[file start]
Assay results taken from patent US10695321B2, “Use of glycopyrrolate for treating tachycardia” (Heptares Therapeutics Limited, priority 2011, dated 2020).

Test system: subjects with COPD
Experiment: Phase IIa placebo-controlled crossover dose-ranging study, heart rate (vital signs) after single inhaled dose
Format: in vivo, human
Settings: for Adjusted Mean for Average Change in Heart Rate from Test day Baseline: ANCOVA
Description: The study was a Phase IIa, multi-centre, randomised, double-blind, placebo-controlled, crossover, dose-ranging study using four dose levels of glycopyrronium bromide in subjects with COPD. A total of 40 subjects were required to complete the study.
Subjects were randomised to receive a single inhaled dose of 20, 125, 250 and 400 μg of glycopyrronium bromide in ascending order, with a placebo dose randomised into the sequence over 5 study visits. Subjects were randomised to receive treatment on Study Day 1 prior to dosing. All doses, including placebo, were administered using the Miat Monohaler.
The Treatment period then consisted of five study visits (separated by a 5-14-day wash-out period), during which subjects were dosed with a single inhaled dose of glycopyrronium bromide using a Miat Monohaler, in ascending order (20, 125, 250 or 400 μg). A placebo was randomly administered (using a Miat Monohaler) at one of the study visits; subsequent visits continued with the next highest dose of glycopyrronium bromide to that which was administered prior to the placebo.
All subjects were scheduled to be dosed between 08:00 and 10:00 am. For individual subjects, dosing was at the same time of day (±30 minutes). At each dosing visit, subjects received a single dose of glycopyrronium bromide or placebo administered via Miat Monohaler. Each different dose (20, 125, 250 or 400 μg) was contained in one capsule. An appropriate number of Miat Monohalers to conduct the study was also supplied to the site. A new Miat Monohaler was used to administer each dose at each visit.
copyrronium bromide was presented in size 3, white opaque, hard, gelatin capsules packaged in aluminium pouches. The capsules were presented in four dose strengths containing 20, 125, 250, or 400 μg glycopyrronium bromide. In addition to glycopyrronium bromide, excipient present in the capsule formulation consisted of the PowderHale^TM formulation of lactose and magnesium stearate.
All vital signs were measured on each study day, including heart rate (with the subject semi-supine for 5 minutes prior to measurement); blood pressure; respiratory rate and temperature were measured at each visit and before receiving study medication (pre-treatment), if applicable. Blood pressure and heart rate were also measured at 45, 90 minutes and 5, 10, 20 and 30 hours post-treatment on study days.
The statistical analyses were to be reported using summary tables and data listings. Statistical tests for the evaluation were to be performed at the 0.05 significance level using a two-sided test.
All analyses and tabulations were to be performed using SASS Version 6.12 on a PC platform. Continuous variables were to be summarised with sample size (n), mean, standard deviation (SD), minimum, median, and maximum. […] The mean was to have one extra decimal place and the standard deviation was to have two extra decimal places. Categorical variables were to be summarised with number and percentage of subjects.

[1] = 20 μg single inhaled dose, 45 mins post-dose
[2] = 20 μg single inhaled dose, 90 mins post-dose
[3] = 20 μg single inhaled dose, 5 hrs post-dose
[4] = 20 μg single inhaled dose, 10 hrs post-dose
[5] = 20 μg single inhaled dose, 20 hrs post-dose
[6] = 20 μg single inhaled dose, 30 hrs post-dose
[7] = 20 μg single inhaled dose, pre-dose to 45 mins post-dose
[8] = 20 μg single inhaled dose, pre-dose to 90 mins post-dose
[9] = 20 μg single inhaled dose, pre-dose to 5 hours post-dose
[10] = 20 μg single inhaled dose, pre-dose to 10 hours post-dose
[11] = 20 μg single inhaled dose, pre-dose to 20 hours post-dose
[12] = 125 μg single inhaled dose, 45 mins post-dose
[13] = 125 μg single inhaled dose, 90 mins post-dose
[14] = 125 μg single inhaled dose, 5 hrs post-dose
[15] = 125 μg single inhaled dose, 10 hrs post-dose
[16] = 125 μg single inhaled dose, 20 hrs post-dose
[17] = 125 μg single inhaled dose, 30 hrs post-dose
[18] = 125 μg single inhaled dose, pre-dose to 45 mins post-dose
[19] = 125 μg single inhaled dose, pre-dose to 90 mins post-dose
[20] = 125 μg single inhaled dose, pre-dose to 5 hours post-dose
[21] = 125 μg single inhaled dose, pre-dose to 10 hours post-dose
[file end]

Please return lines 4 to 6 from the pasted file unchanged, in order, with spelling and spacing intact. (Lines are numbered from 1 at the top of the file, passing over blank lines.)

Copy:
Format: in vivo, human
Settings: for Adjusted Mean for Average Change in Heart Rate from Test day Baseline: ANCOVA
Description: The study was a Phase IIa, multi-centre, randomised, double-blind, placebo-controlled, crossover, dose-ranging study using four dose levels of glycopyrronium bromide in subjects with COPD. A total of 40 subjects were required to complete the study.